To identify differences in bacterial taxa in the midgut microbiota of PTMs, Linear discriminant analysis effect size (LEfSe) analysis was performed on the basis of discriminant analysis (LDA) scores > 4.0 (Fig. 4). Nine bacterial taxa (1 phylum, 1 order, 1 class, 1 family, 4 genera, and 1 species) were distinguished in tuber- and leaf-feeding PTMs living on potato cultivar HZ-88. The Firmicutes phylum; the Lactobacillales order; the Enterococcaceae family; the Enterococcus, Pseudomonas, and Enterobacter genus; and the Enterococcus mundtii species were enriched in the midgut of tuber-feeding PTMs living on HZ-88. In contrast, the Escherichia_Shigella genera were enriched in the midgut of leaf-feeding PTMs living on HZ-88. Moreover, 9 bacterial taxa (1 phylum, 1 order, 2 class, 1 family, 4 genera, and 1 species) were distinguished in tuber- and leaf-feeding PTMs living on potato cultivar LS-6. The Actinobacteria phylum, the Sphingomonadales order, the Actinobacteria and Alphaproteobacteria classes, the Sphingomonadaceae family, and the Escherichia_Shigella and Sphingomonas genera were enriched in the midgut of leaf-feeding PTMs living on potato cultivar LS-6, whereas two genera (Enterobacter and Kocuria) were enriched in the midgut of tuber-feeding PTMs living on potato cultivar LS-6. LEfSe analysis showed that the dominant Enterobacter and Escherichia_Shigella genera were significantly different from that in the midgut of tuber- and leaf-feeding PTMs living on either potato cultivar.
Co-relationship between midgut microbiota and the nutrient contents in the leaves and tubers of different potato cultivars
To clarify the relationship between midgut microbiota and the nutrient contents of potato tissues, the nutrient content of the leaves and tubers of both tested potato cultivars were evaluated (Table 2). The nutrient contents in the potato leaves and tubers of the LS-6 and HZ-88 potato cultivars were significantly different. The soluble sugar, crude fiber, protein, and water contents in leaves was significantly higher than those in tubers of both potato cultivars. However, the starch and amino acid contents in the leaves of both potato cultivars were significantly lower than those in the tubers. The crude fiber content in potato leaves was nearly 20-fold higher than that in the tubers, while the starch content in potato tubers was approximately 24-fold higher than that in the leaves.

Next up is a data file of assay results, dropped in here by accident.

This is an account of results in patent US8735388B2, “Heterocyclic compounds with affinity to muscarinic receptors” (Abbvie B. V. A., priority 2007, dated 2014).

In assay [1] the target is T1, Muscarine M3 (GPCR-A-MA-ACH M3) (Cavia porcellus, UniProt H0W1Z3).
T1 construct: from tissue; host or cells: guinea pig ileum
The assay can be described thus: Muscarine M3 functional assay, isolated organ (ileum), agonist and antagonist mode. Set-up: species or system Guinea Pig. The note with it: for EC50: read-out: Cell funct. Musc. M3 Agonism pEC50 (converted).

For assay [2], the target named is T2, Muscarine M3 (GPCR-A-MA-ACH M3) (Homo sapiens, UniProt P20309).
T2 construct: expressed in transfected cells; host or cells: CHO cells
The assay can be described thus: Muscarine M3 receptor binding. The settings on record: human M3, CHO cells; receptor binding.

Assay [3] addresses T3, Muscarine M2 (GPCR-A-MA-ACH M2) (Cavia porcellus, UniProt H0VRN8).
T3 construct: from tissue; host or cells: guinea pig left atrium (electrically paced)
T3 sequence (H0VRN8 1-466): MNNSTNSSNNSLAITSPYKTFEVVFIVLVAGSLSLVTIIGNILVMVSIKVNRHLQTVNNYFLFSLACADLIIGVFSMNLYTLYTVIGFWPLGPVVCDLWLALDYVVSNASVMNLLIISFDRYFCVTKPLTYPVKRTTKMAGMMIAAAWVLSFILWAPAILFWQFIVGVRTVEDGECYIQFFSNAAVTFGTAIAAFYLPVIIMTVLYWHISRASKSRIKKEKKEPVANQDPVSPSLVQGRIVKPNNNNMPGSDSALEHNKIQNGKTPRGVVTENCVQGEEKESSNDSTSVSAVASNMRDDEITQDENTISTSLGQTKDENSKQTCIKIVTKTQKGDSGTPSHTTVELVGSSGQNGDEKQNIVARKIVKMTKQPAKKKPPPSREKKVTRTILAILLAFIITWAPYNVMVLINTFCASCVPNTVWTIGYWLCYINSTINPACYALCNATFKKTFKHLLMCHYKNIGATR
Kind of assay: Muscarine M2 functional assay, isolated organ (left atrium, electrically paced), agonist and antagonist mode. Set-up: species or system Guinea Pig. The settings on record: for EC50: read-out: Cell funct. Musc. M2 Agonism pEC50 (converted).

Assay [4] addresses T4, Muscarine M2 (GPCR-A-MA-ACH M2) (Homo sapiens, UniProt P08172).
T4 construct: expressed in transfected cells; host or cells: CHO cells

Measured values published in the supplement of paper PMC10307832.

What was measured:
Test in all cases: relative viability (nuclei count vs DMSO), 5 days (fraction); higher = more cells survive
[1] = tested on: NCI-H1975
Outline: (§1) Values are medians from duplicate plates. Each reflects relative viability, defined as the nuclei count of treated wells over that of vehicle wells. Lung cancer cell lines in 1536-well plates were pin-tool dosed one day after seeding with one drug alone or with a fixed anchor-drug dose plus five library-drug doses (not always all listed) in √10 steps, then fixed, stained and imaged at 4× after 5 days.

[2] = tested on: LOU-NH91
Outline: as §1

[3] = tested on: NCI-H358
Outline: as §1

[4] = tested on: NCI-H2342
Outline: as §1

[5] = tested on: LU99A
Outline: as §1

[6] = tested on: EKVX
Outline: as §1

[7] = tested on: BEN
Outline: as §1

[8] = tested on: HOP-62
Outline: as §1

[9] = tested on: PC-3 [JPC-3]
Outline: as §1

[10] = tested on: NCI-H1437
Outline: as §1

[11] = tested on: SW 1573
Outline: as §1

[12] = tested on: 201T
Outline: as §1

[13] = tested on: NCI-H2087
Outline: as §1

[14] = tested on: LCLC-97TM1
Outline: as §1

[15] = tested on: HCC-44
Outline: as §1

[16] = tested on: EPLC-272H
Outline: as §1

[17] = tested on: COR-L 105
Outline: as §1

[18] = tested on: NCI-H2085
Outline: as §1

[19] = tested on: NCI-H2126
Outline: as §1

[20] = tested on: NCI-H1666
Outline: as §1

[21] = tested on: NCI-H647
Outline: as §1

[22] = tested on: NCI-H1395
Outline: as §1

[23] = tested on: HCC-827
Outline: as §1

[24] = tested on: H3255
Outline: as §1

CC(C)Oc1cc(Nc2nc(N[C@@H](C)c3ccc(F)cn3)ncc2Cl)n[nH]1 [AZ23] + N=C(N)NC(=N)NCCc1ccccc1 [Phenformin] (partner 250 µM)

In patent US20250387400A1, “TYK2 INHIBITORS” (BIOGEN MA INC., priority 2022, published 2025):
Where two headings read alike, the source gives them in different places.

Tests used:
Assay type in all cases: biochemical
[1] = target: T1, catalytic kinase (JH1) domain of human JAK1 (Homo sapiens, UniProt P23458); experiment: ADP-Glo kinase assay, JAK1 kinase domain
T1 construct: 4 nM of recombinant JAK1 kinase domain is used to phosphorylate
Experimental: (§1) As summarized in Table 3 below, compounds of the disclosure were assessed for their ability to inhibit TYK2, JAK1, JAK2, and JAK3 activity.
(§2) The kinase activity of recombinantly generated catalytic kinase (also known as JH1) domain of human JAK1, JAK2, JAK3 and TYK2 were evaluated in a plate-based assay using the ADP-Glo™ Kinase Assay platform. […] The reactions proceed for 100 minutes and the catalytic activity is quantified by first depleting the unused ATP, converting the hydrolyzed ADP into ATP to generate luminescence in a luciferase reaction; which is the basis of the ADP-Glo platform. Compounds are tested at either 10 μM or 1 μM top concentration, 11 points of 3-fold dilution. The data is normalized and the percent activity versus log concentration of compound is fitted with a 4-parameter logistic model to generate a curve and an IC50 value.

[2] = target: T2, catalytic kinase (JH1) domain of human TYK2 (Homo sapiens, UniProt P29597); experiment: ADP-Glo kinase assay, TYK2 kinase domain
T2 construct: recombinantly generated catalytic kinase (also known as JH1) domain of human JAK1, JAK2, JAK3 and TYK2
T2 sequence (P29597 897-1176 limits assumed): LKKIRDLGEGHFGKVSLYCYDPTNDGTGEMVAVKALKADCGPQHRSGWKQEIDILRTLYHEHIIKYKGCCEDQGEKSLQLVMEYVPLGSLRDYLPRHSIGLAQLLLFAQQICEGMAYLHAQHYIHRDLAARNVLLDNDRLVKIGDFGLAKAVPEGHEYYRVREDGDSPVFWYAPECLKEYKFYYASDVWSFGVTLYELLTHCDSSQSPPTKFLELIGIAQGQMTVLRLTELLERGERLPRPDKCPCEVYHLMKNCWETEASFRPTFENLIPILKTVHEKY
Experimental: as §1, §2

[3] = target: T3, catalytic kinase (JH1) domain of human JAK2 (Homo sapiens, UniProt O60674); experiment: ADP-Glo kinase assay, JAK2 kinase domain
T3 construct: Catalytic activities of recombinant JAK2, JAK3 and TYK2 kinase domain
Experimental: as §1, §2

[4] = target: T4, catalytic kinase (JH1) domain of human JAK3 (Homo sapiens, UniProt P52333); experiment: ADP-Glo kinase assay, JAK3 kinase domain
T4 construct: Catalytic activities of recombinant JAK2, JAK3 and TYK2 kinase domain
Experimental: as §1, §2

Correlations between abundances in intestinal microbial community and the nutrient contents of the leaves and tubers were determined (Table 3). The results showed that the Enterobacter and Citrobacter abundances correlated positively with the starch and amino acid contents, but correlated negatively with the soluble sugar, crude fiber, protein, and water contents. In contrast, the abundances of Escherichia_Shigella and Ochrobactrum correlated negatively with the starch and amino acid contents, but correlated positively with the soluble sugar, crude fiber, and protein contents. Of note, the abundance of Ochrobactrum was 1% higher than that in HZ-88 tubers, and that of Citrobacter was 1% higher than in LS-6 leaves. These results suggested that the microbial community structure correlated significantly with the nutrient content of the tissues and that the PTM midgut abundances of the dominant Escherichia_Shigella and Enterobacter genera were affected by the nutrient contents of potatoes.
Microbial community compositions in the leaves and tubers of different potato cultivars
Endophytic bacteria in potato leaves and tubers was examined to study relationships between midgut microbiota and potato endophytic bacteria. Twenty-eight phyla were found in the leaves and tubers of both potato cultivars (Additional file 3: Figure S3A). All phyla were detected in the leaves of HZ-88, and 9 were detected in its tubers. Sixteen phyla were detected in the leaves of LS-6, and 7 phyla were detected in its tubers. However, only 4 phyla (Proteobacteria, Firmicutes, Bacteroidetes, and Actinobacteria) showed relative abundances of > 1%. Proteobacteria was dominant across all groups and its relative abundance was the highest, ranging from 50.114 to 91.790%.
A total of 498 genera of endophytic bacteria were detected in all groups (Fig. 5 and Additional file 3: Figure S3B). Among them, 466 and 223 genera were detected in the leaves of HZ-88 and LS-6, respectively. The top 12 predominant populations in the leaves of HZ-88 were Ochrobactrum, Lactobacillus, Rhizobium, Bacteroides, Prevotella_2, Photobacterium, Lachnospiraceae NK4A136 group, Sphaerotilus, Vibrio, Sphingomonas, Pseudomonas, and Stenotrophomonas, and their relative abundances were 15.523, 13.354, 5.707, 3.237, 2.219, 2.002, 1.997, 1.897, 1.729, 1.471, 1.363, and 1.098%, respectively. The top 13 predominant populations in the leaves of LS-6 were Rhizobium, Pseudomonas, Sphingobacterium, Brevundimonas, Pseudorhodoferax, Pantoea, Sphingomonas, Chryseobacterium, Devosia, Acidovorax, Flavobacterium, Stenotrophomonas, and Ochrobactrum, and their relative abundances were 41.866, 6.642, 4.913, 4.832, 3.684, 3.631, 3.550, 3.213, 2.996, 2.888, 2.334, 1.969, and 1.001%, respectively.